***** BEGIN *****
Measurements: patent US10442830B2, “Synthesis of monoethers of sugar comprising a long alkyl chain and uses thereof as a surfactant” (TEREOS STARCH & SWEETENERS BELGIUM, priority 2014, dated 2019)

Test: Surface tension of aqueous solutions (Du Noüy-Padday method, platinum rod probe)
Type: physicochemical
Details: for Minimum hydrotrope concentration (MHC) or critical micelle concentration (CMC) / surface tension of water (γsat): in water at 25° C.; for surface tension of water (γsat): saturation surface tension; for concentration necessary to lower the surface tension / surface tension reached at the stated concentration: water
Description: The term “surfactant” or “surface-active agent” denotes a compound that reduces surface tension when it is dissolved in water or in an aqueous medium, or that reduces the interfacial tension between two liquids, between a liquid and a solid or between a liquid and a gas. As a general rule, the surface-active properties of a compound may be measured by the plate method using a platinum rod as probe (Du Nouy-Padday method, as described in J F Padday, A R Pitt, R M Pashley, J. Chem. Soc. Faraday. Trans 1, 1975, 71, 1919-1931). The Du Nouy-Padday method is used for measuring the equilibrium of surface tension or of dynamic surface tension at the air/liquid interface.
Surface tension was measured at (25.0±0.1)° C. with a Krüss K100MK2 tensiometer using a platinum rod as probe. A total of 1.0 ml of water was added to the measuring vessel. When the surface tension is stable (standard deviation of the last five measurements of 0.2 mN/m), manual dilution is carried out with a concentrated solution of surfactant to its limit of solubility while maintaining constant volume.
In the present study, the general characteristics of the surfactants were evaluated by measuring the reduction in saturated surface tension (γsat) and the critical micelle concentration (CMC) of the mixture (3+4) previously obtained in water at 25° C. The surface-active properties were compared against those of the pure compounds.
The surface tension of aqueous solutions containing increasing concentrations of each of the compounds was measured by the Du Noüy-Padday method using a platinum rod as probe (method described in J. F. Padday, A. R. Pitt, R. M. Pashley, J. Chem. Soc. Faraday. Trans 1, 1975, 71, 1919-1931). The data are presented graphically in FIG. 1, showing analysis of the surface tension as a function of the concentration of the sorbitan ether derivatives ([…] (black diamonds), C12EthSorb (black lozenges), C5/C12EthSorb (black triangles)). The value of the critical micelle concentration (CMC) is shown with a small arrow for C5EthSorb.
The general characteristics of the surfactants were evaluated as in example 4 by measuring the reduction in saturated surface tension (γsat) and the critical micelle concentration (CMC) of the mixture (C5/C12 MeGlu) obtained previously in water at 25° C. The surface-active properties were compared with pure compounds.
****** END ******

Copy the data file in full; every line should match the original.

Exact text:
Measurements: patent US10442830B2, “Synthesis of monoethers of sugar comprising a long alkyl chain and uses thereof as a surfactant” (TEREOS STARCH & SWEETENERS BELGIUM, priority 2014, dated 2019)

Test: Surface tension of aqueous solutions (Du Noüy-Padday method, platinum rod probe)
Type: physicochemical
Details: for Minimum hydrotrope concentration (MHC) or critical micelle concentration (CMC) / surface tension of water (γsat): in water at 25° C.; for surface tension of water (γsat): saturation surface tension; for concentration necessary to lower the surface tension / surface tension reached at the stated concentration: water
Description: The term “surfactant” or “surface-active agent” denotes a compound that reduces surface tension when it is dissolved in water or in an aqueous medium, or that reduces the interfacial tension between two liquids, between a liquid and a solid or between a liquid and a gas. As a general rule, the surface-active properties of a compound may be measured by the plate method using a platinum rod as probe (Du Nouy-Padday method, as described in J F Padday, A R Pitt, R M Pashley, J. Chem. Soc. Faraday. Trans 1, 1975, 71, 1919-1931). The Du Nouy-Padday method is used for measuring the equilibrium of surface tension or of dynamic surface tension at the air/liquid interface.
Surface tension was measured at (25.0±0.1)° C. with a Krüss K100MK2 tensiometer using a platinum rod as probe. A total of 1.0 ml of water was added to the measuring vessel. When the surface tension is stable (standard deviation of the last five measurements of 0.2 mN/m), manual dilution is carried out with a concentrated solution of surfactant to its limit of solubility while maintaining constant volume.
In the present study, the general characteristics of the surfactants were evaluated by measuring the reduction in saturated surface tension (γsat) and the critical micelle concentration (CMC) of the mixture (3+4) previously obtained in water at 25° C. The surface-active properties were compared against those of the pure compounds.
The surface tension of aqueous solutions containing increasing concentrations of each of the compounds was measured by the Du Noüy-Padday method using a platinum rod as probe (method described in J. F. Padday, A. R. Pitt, R. M. Pashley, J. Chem. Soc. Faraday. Trans 1, 1975, 71, 1919-1931). The data are presented graphically in FIG. 1, showing analysis of the surface tension as a function of the concentration of the sorbitan ether derivatives ([…] (black diamonds), C12EthSorb (black lozenges), C5/C12EthSorb (black triangles)). The value of the critical micelle concentration (CMC) is shown with a small arrow for C5EthSorb.
The general characteristics of the surfactants were evaluated as in example 4 by measuring the reduction in saturated surface tension (γsat) and the critical micelle concentration (CMC) of the mixture (C5/C12 MeGlu) obtained previously in water at 25° C. The surface-active properties were compared with pure compounds.